What are hardwood trees? (with pictures)

An eagle carved from balsa wood, a type of hard wood.

Hardwood trees are found in many locations around the world. Hardwood trees typically produce wood that is denser than softwood trees and are often sought after for furniture making, construction, and musical instruments such as clarinets. Hardwoods that grow primarily in the tropics include lauan, ebony, teak, and mahogany. Popular European and American hardwood trees are maple, oak, cherry, beech and ash. Some special hardwood evergreen trees that grow in Europe include holm oak, holly and boxwood varieties.

Wood harvested from maple, oak and other hardwood trees is often used to produce hardwood floors.

Most hardwood trees are deciduous, meaning they have large, broad leaves that shed during fall or fall. The trees normally go dormant during the winter and the leaves regrow in the spring and summer. Hardwood evergreen tree varieties, those that keep the same leaves throughout the year, are typically found in certain subtropical and tropic locations. Most conifers (with cones) or evergreen trees fall into the softwood category.

Most hardwoods are deciduous, with leaves that change color and fall in autumn.

Trees classified as hardwood do not always produce harder wood than softwood. Both categories have strains that have such wide ranges of density that they often overlap in classification. For example, balsa is a hardwood that is generally softer than most softwoods. On the other hand, yew, a small shrub-like tree in the conifer family, is one of the hardest softwood species. However, the hardest hardwood trees are significantly harder than any types of softwood, and there are about 100 times as many classes of hardwood trees as there are softwoods.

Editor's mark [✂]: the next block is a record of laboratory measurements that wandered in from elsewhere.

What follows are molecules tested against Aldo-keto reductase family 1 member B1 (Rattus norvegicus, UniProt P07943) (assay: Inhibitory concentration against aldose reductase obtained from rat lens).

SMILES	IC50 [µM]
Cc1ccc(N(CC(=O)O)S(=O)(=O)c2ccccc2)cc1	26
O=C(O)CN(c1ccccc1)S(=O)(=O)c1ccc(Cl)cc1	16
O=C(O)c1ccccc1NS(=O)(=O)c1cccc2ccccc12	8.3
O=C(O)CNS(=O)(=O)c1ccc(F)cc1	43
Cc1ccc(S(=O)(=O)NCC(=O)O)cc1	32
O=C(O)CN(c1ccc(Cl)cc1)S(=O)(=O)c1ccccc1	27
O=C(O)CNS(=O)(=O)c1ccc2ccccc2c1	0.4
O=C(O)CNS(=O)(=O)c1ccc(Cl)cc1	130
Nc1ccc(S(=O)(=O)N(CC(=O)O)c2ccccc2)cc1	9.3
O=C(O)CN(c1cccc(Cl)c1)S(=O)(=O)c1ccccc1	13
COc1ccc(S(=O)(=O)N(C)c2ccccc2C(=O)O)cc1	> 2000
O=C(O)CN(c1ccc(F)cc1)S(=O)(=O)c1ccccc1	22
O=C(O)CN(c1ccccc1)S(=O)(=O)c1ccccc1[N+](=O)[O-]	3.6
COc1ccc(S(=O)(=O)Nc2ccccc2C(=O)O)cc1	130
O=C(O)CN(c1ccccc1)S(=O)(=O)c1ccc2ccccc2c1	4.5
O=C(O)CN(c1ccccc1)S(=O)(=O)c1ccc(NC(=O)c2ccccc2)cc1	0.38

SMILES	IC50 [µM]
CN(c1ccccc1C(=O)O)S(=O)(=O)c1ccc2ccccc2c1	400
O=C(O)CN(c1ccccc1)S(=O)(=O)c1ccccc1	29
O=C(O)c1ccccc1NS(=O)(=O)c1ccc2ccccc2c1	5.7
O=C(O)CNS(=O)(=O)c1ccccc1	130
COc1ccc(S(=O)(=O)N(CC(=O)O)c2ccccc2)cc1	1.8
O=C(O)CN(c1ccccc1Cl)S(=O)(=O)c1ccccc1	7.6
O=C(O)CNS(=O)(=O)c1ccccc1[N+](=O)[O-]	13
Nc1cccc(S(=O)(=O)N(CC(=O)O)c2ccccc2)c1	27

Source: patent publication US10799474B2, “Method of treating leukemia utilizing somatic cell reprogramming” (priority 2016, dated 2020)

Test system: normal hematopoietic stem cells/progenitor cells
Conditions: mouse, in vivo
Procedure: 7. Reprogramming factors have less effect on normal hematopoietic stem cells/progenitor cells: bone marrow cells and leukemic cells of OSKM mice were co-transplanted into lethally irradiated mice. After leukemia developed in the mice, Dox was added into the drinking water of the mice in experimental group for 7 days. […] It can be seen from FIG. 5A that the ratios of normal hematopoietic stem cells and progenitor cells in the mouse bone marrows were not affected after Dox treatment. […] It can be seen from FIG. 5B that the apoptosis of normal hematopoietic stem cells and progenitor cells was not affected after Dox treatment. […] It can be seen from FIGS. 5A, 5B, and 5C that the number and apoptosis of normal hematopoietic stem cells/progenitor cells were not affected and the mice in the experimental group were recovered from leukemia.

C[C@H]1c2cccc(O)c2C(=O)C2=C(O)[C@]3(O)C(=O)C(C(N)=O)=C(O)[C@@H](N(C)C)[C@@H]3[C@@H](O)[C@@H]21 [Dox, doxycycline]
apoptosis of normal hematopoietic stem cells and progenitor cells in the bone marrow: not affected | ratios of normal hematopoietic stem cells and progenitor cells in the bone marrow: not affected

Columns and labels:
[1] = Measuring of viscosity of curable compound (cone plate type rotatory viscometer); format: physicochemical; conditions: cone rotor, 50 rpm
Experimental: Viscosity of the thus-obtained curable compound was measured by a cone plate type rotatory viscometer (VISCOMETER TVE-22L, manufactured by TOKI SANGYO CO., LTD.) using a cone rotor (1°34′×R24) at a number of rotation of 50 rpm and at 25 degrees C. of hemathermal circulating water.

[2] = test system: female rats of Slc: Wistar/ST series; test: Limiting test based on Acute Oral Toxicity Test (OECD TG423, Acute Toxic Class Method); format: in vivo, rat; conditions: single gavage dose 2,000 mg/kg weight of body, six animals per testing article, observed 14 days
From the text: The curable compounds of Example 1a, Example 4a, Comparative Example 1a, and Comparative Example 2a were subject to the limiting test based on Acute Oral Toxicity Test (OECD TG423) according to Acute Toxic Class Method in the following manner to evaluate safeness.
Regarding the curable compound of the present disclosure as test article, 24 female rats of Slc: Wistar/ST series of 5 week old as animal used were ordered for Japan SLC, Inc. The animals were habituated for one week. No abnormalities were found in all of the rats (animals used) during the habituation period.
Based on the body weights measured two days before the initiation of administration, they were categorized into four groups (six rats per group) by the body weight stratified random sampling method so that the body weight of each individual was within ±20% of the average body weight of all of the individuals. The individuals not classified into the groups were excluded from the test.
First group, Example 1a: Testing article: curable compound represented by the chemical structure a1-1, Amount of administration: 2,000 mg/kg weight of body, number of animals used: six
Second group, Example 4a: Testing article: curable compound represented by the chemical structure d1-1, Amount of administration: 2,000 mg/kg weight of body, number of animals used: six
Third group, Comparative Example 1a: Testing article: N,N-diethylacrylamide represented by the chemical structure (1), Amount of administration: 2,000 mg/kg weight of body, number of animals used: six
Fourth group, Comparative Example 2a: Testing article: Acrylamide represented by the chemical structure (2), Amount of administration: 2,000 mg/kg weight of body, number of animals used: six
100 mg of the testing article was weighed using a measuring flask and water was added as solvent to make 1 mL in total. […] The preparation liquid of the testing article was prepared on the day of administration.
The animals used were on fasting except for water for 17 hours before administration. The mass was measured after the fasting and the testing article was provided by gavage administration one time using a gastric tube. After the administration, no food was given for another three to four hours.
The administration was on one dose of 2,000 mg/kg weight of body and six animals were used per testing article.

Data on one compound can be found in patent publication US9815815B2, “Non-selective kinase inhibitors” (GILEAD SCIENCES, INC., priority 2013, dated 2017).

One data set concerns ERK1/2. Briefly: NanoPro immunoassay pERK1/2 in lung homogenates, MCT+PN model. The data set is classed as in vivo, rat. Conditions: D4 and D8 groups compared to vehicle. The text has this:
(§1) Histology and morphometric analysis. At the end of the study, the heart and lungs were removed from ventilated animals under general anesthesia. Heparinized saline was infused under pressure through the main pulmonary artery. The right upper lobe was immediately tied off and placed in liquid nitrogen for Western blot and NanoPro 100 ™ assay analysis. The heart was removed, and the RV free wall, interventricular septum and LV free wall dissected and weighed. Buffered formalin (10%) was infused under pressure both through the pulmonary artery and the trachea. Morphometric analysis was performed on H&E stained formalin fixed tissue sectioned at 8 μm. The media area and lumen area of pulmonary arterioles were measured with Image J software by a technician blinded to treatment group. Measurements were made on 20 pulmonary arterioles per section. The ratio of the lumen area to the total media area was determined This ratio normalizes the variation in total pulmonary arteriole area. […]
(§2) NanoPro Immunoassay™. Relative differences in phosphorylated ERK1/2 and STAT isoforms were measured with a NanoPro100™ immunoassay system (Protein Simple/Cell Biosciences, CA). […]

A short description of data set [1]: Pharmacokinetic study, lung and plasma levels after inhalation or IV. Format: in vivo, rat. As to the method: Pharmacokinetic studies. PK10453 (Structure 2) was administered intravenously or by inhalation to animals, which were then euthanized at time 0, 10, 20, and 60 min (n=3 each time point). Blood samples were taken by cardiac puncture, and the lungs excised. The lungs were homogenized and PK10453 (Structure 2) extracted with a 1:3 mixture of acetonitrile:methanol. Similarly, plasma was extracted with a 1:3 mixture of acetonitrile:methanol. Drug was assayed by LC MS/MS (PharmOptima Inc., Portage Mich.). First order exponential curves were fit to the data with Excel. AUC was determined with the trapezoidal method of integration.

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Cherry trees are a popular European and American hardwood.

Lumber produced from hardwood trees is most often used in building construction, furniture construction, musical instrument production, and flooring. Its beauty and durability are generally preferred over other woods, but its cost is often prohibitive for large projects. Several products advertised as hardwood are actually constructed with hardwood veneers glued to less expensive materials such as cardboard or plywood.

Although often preferred over softwoods, hardwoods cannot be interchanged as easily in manufacturing or construction. Each variety has its own fiber and growth pattern, grain consistency, density and pore size. These aspects greatly affect the flexibility of lumber from hardwood trees. Particularly in furniture making, flexibility is important when attaching legs to chair seats, a process that only certain types of wood can withstand without splitting.

One reason why wood from some hardwood trees is expensive is that some varieties have been overplanted and overharvested. Growers of some mahogany and teak species have had their tree yields greatly reduced by government restrictions designed to save these varieties from extinction. Other hardwood tree species have recently been targeted by environmental organizations to prevent threats to their survival.

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